This workshop brings together University of Arizona climate researchers, local government agencies and non-profit organizations in southern Arizona to discuss poverty and climate in the Southwest. The aim of this workshop is to facilitate a conversation about the issues connecting climate, poverty, and vulnerability in the Southwest region of the United States and to identify vulnerable areas and priorities for future research and collaboration.
The workshop is an integral part of a research project funded by National Oceanic and Atmospheric Administration (NOAA) to explore the nexus between poverty and climate in the Southwest. The purpose of the research is to examine the relationship between current climate variability and particular populations (e.g., the elderly, populations who work outdoors, low-income neighborhoods, college students) in the Southwest and how the projected impacts of climate change might exacerbate many of these factors over the next decade. Furthermore, as governments and other actors implement climate mitigation and adaptation policy, there are risks that poorer groups may be left out or adversely affected by policies. Our objective is to work with stakeholder organizations to understand the linkage between poverty and climate in the southwestern U.S. and eventually propose appropriate adaptive strategies.
|8:30am||Coffee and Light Refreshments|
|9:00am||Welcome and Overview||
A Brief Overview of Climate Change in the Southwest
University of Arizona Institute of the Environment, Climate Assessment for the Southwest (CLIMAS) program
Understanding Mosquitoes & Climate Change Using the Dynamic Mosquito Simulation Model
University of Arizona School of Geography and Development
Making the Link between Energy and Poverty
University of Arizona Institute of the Environment
Coming to Terms with the Climate and Poverty Relationship: Defining Some Key Issues for Consideration
University of Arizona Center for Latin American Studies & School of Geography and Development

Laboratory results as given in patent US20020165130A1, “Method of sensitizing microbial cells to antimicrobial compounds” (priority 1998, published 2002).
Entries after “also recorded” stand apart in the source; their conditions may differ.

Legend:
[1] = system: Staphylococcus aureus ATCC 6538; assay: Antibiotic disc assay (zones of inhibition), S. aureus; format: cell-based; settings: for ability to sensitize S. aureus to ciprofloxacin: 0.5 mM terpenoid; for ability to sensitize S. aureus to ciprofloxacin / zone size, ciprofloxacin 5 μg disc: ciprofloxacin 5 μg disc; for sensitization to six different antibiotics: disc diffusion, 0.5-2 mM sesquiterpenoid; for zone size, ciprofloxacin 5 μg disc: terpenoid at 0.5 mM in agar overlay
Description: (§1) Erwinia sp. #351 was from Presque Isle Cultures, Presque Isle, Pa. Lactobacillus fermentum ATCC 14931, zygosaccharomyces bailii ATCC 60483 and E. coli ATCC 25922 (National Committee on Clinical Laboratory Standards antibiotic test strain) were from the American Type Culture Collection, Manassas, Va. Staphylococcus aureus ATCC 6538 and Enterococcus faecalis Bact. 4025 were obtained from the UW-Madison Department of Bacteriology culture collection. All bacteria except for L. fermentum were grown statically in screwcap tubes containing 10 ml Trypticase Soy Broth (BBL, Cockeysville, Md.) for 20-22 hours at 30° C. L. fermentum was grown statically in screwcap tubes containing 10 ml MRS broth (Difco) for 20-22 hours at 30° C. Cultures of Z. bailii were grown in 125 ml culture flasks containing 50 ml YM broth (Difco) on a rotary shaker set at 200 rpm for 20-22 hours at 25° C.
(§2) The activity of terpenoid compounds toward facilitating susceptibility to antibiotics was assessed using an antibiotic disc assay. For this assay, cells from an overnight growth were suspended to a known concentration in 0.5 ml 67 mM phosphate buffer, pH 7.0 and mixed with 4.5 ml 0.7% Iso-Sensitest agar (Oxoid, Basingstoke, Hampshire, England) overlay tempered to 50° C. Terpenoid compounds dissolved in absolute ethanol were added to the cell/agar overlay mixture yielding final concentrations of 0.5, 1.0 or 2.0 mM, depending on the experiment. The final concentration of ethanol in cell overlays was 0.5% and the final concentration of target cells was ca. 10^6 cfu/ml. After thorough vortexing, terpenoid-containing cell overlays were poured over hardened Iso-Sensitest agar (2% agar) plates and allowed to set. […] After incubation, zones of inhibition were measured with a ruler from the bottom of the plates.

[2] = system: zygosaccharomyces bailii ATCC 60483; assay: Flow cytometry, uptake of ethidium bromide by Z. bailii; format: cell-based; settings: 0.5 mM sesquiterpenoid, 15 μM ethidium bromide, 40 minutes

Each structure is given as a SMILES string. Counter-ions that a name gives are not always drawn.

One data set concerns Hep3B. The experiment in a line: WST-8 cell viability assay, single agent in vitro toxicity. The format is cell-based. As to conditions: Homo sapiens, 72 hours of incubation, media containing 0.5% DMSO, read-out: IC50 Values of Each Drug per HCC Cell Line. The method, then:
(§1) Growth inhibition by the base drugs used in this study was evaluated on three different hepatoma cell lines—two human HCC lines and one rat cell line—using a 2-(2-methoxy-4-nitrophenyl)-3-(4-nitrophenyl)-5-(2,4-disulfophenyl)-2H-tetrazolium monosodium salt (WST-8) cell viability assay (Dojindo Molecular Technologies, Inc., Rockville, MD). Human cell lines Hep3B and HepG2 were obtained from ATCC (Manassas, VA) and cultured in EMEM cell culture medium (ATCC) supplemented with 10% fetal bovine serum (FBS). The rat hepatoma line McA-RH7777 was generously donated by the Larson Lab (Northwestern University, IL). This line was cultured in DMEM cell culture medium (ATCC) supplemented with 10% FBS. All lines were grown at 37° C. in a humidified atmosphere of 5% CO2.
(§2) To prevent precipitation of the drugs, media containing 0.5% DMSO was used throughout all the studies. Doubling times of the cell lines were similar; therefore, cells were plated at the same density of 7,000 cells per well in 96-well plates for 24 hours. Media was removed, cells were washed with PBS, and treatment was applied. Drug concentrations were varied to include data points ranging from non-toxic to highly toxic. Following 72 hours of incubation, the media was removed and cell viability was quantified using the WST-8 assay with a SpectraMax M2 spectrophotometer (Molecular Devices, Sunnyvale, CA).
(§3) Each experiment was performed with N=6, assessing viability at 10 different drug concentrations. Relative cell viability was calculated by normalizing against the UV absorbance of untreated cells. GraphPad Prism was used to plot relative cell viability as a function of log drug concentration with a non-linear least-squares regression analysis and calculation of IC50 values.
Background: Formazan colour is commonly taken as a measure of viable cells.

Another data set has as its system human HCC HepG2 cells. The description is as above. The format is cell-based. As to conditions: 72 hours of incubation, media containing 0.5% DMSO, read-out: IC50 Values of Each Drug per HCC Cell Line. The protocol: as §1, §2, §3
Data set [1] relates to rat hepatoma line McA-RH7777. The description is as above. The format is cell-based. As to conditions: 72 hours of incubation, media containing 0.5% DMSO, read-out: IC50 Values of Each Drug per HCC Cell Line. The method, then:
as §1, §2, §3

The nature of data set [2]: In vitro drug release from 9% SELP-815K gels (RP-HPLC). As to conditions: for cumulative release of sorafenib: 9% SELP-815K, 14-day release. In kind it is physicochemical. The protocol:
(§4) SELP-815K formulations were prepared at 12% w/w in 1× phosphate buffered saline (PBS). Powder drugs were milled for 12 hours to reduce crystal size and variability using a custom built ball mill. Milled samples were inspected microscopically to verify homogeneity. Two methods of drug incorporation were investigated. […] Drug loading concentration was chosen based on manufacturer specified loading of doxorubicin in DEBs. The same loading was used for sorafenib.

Lunch (provided) and Keynote Presentation:
A corrido on heat stress in the border region, “Peligro en el Desierto”
|1:15pm||Critical Issues Facing Low-Income and Vulnerable Populations in Southern Arizona: Stakeholder Panel of Organizational Representatives||
|2:00||Identifying Priorities & Vulnerable Areas (Open discussion regarding critical themes and places in climate vulnerability; identify areas for future research/focus)|
Regional Highlights from Global Climate Change Impacts in the United States. An overview of some of the critical climate change issues facing the Southwest including water scarcity, changes in agriculture, and economic challenges.
“The climate gap means that climate change will more seriously affect the health of communities that are least likely to cope with, resist, and recover from the impacts of extreme weather events and potential increases in air pollution compared to the rest of the population" (Knowlton et al. 2004 as cited in Climate Gap: 25)
The Climate Gap refers to “the disproportionate and unequal impact the climate crisis has on people of color and the poor” (Climate Gap: 5). This study uses available data and literature to analyze the disparate impacts of climate change and climate change mitigation policies on certain populations, particularly those of low socioeconomic status. It concludes that while all Americans are/will be affected by climate change, it will weigh disproportionately on people of color and the poor. These groups are more likely to suffer from, and lack resources to cope with, heat waves and heat island effects; dirtier air from urban growth and higher temperatures; increased food, water, and energy costs; reduced jobs in sectors such as agriculture and tourism; and property damage/homelessness resulting from extreme weather and/or lack of insurance.
The study concludes with a list of suggestions for “how to close the climate gap,” including: equitable climate policies; placing emission caps in areas with dirtiest air; focus planning and intervention in minority/poor neighborhoods; anticipate and buffer disproportionate impacts; and integrate community/local knowledge and participation.
On January 29‐30, 2009, WE ACT for Environmental Justice held a conference at Fordham University in New York City. The report provides an overview of the key issues discussed at the conference and recommendations on how to secure climate justice in communities of color and low income.
WE ACT for Environmental Justice is a Northern Manhattan community-based organization whose mission is to build healthy communities by assuring that people of color and/or low-income participate meaningfully in the creation of sound and fair environmental health and protection policies and practices. WE ACT is working to achieve this mission by accomplishing a set of clear Goals linked to our 8 indicators of a healthy community: Clean air; Affordable, equitable transit; Reducing waste, pests and pesticides; toxic free products; Good food in schools; Sustainable land use; Open & green space; and Healthy indoor environments.
The Climate Justice Research Project at Dartmouth College looks at the intersection of climate change, economic disparities and development pathways.